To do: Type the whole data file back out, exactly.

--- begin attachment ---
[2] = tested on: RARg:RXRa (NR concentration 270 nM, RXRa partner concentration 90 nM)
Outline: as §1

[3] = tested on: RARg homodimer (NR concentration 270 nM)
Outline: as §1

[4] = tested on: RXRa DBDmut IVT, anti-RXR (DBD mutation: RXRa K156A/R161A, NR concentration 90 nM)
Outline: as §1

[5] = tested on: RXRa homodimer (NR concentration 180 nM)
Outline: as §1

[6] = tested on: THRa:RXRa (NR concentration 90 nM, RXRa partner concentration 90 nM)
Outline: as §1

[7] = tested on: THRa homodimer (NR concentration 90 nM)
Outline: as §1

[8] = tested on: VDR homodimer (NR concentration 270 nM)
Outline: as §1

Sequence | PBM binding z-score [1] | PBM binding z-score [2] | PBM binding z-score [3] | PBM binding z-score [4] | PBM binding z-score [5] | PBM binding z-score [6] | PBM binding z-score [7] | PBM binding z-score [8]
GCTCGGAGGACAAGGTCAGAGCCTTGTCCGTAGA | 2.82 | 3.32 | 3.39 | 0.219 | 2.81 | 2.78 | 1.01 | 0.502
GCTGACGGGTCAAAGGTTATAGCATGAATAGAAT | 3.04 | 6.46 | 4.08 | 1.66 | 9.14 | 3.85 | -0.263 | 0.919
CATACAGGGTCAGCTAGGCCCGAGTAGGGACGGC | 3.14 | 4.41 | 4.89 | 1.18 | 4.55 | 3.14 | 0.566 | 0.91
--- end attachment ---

[2] = tested on: RARg:RXRa (NR concentration 270 nM, RXRa partner concentration 90 nM)
Outline: as §1

[3] = tested on: RARg homodimer (NR concentration 270 nM)
Outline: as §1

[4] = tested on: RXRa DBDmut IVT, anti-RXR (DBD mutation: RXRa K156A/R161A, NR concentration 90 nM)
Outline: as §1

[5] = tested on: RXRa homodimer (NR concentration 180 nM)
Outline: as §1

[6] = tested on: THRa:RXRa (NR concentration 90 nM, RXRa partner concentration 90 nM)
Outline: as §1

[7] = tested on: THRa homodimer (NR concentration 90 nM)
Outline: as §1

[8] = tested on: VDR homodimer (NR concentration 270 nM)
Outline: as §1

Sequence | PBM binding z-score [1] | PBM binding z-score [2] | PBM binding z-score [3] | PBM binding z-score [4] | PBM binding z-score [5] | PBM binding z-score [6] | PBM binding z-score [7] | PBM binding z-score [8]
GCTCGGAGGACAAGGTCAGAGCCTTGTCCGTAGA | 2.82 | 3.32 | 3.39 | 0.219 | 2.81 | 2.78 | 1.01 | 0.502
GCTGACGGGTCAAAGGTTATAGCATGAATAGAAT | 3.04 | 6.46 | 4.08 | 1.66 | 9.14 | 3.85 | -0.263 | 0.919
CATACAGGGTCAGCTAGGCCCGAGTAGGGACGGC | 3.14 | 4.41 | 4.89 | 1.18 | 4.55 | 3.14 | 0.566 | 0.91